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Programmed Learning

Programmed learning

A method of self-instruction that enlists machines or specially prepared books to teach information.

Originally introduced in the mid-1950s by behaviorist B.F. Skinner, programmed instruction is a system whereby the learner uses specially prepared books or equipment to learn without a teacher. It was intended to free teachers from burdensome drills and repetitive problem-solving inherent in teaching basic academic subjects like spelling, arithmetic, and reading. Skinner based his ideas on the principle of operant conditioning , which theorized that learning takes place when a reinforcing stimulus is presented to reward a correct response. In early programmed instruction, students punched answers to simple math problems into a type of keyboard. If the answer was correct, the machine would advance to another problem. Incorrect answers would not advance. Skinner believed such learning could, in fact, be superior to traditional teacher-based instruction because children were rewarded immediately and individually for correct answers rather than waiting for a teacher to correct written answers or respond verbally. Programmed instruction quickly became popular and spawned much educational research and commercial enterprise in the production of programmed instructional materials. It is considered the antecedent of modern computer-assisted learning.

Two types of programmed learning can be compared. Linear programming involves a simple step-by-step procedure. There is a single set of materials and students work from one problem to the next until the end of the program. Branching programming is more complex. Students choose from multiple-choice answers and then are prompted to proceed to another page of the book depending on their answer. If a correct answer is given, students move on to another page with more information to learn and more questions to answer. An incorrect answer leads to comments on why the answer is incorrect and a direction to return to the original question to make another selection.

Just as the programming developed more complexity over the years, so did the teaching machines themselves. Early, simple machines were little more than electronic workbooks. Later machines allowed students to be instructed on more complex material that required more than one-word or one-number responses. In some, students could write their responses and move ahead by comparing their answers to acceptable answers. Programmed-learning books differ from traditional workbooks because they actually teach new information through this step-by-step stimulus-response method rather than simply offering practice material for already-learned skills.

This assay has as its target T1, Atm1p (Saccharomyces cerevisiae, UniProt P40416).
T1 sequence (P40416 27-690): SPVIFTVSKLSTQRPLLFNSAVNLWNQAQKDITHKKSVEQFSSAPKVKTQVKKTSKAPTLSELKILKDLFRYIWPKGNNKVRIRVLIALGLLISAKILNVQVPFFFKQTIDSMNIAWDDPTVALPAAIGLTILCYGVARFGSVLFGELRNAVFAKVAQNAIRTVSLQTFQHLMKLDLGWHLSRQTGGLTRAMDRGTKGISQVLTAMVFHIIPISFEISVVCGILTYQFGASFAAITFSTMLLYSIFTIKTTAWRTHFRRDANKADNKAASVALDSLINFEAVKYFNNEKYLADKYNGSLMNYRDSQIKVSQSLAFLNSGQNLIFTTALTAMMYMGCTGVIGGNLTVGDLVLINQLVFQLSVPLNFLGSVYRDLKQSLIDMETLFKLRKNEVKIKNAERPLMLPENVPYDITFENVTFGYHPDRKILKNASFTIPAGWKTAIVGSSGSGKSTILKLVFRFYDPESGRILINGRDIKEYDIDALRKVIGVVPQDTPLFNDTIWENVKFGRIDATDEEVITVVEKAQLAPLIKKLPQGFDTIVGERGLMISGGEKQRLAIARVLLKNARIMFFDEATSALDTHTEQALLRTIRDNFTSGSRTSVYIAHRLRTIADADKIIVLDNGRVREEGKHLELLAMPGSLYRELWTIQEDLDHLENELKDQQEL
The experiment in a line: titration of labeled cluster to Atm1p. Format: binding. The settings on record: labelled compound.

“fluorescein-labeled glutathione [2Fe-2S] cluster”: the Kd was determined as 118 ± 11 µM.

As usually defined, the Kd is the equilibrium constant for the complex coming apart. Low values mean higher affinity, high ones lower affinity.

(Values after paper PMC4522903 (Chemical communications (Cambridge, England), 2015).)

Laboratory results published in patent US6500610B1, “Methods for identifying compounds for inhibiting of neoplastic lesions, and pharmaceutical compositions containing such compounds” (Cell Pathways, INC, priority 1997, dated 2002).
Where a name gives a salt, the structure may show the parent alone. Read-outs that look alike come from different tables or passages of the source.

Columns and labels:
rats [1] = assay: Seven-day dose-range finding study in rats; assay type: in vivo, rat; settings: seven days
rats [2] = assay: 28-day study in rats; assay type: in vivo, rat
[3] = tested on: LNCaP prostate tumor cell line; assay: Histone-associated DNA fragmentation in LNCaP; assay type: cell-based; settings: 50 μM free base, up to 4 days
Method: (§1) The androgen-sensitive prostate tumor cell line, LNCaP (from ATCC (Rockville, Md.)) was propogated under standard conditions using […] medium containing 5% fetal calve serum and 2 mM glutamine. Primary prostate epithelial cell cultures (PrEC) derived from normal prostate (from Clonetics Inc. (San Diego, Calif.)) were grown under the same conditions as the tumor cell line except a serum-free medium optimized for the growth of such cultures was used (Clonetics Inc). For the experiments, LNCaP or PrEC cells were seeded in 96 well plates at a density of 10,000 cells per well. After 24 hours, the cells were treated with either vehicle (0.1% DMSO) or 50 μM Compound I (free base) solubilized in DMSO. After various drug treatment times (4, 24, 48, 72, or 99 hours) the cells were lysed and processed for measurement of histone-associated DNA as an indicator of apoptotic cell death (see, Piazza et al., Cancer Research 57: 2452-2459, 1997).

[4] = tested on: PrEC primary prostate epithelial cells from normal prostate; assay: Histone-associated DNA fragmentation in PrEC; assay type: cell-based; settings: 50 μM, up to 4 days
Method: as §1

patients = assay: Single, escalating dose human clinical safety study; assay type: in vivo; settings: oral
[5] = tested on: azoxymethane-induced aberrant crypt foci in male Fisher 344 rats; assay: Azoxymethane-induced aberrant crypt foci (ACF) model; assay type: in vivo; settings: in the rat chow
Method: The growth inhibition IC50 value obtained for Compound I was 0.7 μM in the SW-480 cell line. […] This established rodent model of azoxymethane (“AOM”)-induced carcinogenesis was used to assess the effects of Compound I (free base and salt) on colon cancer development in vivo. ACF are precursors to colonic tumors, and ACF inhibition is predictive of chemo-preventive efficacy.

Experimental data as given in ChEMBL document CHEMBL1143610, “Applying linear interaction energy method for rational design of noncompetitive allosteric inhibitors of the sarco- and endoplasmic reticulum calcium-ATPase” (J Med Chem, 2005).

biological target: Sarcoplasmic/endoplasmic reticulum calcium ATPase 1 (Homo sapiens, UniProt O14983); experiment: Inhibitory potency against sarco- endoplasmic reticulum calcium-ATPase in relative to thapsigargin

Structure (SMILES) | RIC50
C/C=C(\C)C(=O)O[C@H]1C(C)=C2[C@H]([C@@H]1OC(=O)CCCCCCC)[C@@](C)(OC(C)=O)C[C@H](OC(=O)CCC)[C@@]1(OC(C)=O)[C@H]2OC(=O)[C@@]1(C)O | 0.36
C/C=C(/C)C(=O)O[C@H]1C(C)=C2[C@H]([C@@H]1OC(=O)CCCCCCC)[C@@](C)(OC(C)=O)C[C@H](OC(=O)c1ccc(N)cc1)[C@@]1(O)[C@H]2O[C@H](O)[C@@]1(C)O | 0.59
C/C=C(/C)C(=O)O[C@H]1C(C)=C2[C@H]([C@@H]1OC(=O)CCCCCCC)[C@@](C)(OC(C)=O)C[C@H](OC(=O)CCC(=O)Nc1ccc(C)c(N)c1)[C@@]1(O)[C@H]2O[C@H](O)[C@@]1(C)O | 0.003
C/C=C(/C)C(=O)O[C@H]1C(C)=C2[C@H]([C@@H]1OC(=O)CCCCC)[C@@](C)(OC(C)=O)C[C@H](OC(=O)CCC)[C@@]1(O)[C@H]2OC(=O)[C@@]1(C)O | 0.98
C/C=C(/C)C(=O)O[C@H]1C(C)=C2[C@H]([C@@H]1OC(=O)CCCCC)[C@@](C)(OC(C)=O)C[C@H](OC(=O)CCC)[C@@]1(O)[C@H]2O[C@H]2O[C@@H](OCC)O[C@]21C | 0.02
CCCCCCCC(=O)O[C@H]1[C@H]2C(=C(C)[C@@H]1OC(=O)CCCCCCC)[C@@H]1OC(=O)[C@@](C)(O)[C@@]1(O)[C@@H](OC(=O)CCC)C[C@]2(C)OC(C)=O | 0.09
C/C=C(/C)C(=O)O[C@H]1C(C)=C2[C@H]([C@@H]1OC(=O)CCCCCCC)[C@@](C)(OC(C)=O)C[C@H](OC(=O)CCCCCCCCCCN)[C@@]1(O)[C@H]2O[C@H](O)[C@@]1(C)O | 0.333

Research has shown that programmed learning often is as successful, and sometimes more successful, than traditional teacher-based learning because it recognizes the different abilities and needs of individual children. Students who have mastered the material can move ahead more quickly, while those who need more practice are repeatedly exposed to the problems. Programmed learning also allows teachers more time to concentrate on more complex tasks. One criticism of programmed learning centers on the lack of student-teacher interaction. It has been shown that some students thrive more fully with the human motivation inherent in more traditional learning situations.

Further Reading

Bower, Gordon H., and Ernest R. Hilgard. Theories of Learning. Englewood Cliffs, NJ: Prentice-Hall, 1981.

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programmed instruction

programmed instruction, method of presenting new subject matter to students in a graded sequence of controlled steps. Students work through the programmed material by themselves at their own speed and after each step test their comprehension by answering an examination question or filling in a diagram. They are then immediately shown the correct answer or given additional information. Computers and other types of teaching machines are often used to present the material, although books may also be used. Computer-assisted instruction, which both tests students' abilities and marks their progress, may supplement classroom activity or help students to develop ideas and skills independently.

The first teaching machine was invented (1934) by Sydney L. Pressey, but it was not until the 1950s that practical methods of programming were developed. Programmed instruction was reintroduced (1954) by B. F. Skinner of Harvard, and much of the system is based on his theory of the nature of learning. As programming technology developed, so did the range of teaching machines and other programmed instruction materials. Programs have been devised for the teaching of spelling, reading, arithmetic, foreign languages, physics, psychology, and a number of other subjects. Some programs are linear in concept, allowing advancement only in a particular order as the correct answer is given. Others are branching, giving additional information at the appropriate level whether a correct or incorrect answer is given.

Although there has been considerable controversy regarding the merits of programmed instruction as the sole method of teaching, many educators agree that it can contribute to more efficient classroom procedure and supplement conventional teaching methods. Teaching machines enable students to work individually, calling for active participation of the learner. In industry and the armed services, programmed instruction is often used to train personnel.

See P. Callender, Programmed Learning (1969); L. Thomas, Self-Organized Learning (1985).

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"programmed instruction." The Columbia Encyclopedia, 6th ed.. . Encyclopedia.com. 23 May. 2017 <http://www.encyclopedia.com>.

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